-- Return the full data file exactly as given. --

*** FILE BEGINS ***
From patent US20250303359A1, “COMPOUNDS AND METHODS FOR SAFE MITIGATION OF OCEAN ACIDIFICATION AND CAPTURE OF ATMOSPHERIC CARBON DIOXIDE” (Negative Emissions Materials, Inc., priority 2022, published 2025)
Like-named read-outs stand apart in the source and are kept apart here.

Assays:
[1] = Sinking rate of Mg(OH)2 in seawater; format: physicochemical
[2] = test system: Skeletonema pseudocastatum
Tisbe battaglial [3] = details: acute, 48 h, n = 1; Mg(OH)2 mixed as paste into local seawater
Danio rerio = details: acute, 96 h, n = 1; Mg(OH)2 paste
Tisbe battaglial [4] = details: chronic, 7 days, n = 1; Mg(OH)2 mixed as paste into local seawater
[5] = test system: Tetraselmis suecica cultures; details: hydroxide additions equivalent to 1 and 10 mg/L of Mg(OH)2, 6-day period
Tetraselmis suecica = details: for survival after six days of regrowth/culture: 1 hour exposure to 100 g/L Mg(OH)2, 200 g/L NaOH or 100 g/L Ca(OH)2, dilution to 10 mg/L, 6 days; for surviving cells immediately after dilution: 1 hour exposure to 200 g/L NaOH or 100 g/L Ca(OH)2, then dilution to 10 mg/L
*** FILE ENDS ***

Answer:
From patent US20250303359A1, “COMPOUNDS AND METHODS FOR SAFE MITIGATION OF OCEAN ACIDIFICATION AND CAPTURE OF ATMOSPHERIC CARBON DIOXIDE” (Negative Emissions Materials, Inc., priority 2022, published 2025)
Like-named read-outs stand apart in the source and are kept apart here.

Assays:
[1] = Sinking rate of Mg(OH)2 in seawater; format: physicochemical
[2] = test system: Skeletonema pseudocastatum
Tisbe battaglial [3] = details: acute, 48 h, n = 1; Mg(OH)2 mixed as paste into local seawater
Danio rerio = details: acute, 96 h, n = 1; Mg(OH)2 paste
Tisbe battaglial [4] = details: chronic, 7 days, n = 1; Mg(OH)2 mixed as paste into local seawater
[5] = test system: Tetraselmis suecica cultures; details: hydroxide additions equivalent to 1 and 10 mg/L of Mg(OH)2, 6-day period
Tetraselmis suecica = details: for survival after six days of regrowth/culture: 1 hour exposure to 100 g/L Mg(OH)2, 200 g/L NaOH or 100 g/L Ca(OH)2, dilution to 10 mg/L, 6 days; for surviving cells immediately after dilution: 1 hour exposure to 200 g/L NaOH or 100 g/L Ca(OH)2, then dilution to 10 mg/L